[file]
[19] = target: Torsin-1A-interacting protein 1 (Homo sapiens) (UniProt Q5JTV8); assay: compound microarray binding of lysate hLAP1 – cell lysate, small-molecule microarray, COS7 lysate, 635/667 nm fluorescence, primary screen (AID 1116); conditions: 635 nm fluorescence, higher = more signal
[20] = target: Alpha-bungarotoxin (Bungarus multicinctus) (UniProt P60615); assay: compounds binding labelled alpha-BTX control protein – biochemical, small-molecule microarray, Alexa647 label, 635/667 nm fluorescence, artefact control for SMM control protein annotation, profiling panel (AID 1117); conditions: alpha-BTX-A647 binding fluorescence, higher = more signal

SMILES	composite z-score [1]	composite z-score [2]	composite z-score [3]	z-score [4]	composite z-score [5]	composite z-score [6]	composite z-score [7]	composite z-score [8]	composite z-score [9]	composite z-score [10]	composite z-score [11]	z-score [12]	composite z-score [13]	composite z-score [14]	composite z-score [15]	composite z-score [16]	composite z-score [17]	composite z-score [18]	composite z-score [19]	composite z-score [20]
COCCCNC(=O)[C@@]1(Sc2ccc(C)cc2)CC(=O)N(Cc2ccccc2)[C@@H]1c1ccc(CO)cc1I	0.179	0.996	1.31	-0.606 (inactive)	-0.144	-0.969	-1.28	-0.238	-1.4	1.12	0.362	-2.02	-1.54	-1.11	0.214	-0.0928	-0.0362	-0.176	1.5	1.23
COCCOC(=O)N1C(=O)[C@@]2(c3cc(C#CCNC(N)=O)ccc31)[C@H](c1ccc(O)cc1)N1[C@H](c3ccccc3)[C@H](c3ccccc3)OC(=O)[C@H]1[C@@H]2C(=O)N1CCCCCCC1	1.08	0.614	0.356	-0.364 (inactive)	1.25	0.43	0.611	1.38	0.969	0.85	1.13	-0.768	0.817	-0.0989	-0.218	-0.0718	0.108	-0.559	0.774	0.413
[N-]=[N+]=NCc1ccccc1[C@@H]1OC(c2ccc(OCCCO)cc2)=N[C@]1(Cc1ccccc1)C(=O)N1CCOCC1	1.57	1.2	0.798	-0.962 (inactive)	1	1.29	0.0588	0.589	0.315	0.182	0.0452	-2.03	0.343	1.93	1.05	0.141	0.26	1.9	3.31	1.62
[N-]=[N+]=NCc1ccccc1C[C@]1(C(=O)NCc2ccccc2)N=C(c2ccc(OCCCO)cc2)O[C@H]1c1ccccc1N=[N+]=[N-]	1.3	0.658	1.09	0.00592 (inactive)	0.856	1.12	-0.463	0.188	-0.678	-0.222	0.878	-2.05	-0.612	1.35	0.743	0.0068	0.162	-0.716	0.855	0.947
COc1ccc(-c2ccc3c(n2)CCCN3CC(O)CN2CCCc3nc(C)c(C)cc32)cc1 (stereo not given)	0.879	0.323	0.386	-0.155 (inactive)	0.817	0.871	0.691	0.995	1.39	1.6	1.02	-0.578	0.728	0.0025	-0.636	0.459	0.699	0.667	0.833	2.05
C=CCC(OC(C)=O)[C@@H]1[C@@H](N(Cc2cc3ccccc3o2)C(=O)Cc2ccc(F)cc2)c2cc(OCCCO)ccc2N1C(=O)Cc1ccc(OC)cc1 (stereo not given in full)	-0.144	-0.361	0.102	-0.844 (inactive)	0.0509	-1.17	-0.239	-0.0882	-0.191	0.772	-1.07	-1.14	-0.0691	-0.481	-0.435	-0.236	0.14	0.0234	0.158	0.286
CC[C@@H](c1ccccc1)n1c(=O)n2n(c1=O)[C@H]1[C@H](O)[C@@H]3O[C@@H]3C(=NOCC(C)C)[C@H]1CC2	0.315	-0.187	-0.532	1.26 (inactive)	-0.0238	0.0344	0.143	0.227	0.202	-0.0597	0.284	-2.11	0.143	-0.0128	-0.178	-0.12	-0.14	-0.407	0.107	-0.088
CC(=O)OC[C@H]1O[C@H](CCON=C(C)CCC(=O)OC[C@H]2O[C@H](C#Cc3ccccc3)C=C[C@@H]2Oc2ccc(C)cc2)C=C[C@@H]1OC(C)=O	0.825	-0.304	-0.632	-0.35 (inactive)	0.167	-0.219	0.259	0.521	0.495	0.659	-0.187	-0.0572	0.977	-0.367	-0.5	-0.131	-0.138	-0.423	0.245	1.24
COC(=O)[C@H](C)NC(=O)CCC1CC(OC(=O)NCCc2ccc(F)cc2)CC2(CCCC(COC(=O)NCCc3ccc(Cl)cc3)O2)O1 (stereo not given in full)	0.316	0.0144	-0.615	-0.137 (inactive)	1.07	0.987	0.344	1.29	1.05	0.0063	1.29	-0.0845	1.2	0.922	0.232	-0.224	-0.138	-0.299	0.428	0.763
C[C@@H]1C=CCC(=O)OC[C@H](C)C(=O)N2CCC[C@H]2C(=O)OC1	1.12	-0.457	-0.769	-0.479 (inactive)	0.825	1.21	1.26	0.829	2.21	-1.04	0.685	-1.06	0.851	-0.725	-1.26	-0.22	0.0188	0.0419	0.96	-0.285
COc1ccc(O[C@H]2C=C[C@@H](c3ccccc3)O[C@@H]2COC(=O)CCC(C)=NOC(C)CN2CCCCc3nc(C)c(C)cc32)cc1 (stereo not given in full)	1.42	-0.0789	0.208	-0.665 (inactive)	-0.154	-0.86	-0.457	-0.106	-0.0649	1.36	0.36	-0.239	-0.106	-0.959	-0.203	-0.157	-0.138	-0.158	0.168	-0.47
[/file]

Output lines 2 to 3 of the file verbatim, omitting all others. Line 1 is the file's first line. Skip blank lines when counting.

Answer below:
[20] = target: Alpha-bungarotoxin (Bungarus multicinctus) (UniProt P60615); assay: compounds binding labelled alpha-BTX control protein – biochemical, small-molecule microarray, Alexa647 label, 635/667 nm fluorescence, artefact control for SMM control protein annotation, profiling panel (AID 1117); conditions: alpha-BTX-A647 binding fluorescence, higher = more signal

SMILES	composite z-score [1]	composite z-score [2]	composite z-score [3]	z-score [4]	composite z-score [5]	composite z-score [6]	composite z-score [7]	composite z-score [8]	composite z-score [9]	composite z-score [10]	composite z-score [11]	z-score [12]	composite z-score [13]	composite z-score [14]	composite z-score [15]	composite z-score [16]	composite z-score [17]	composite z-score [18]	composite z-score [19]	composite z-score [20]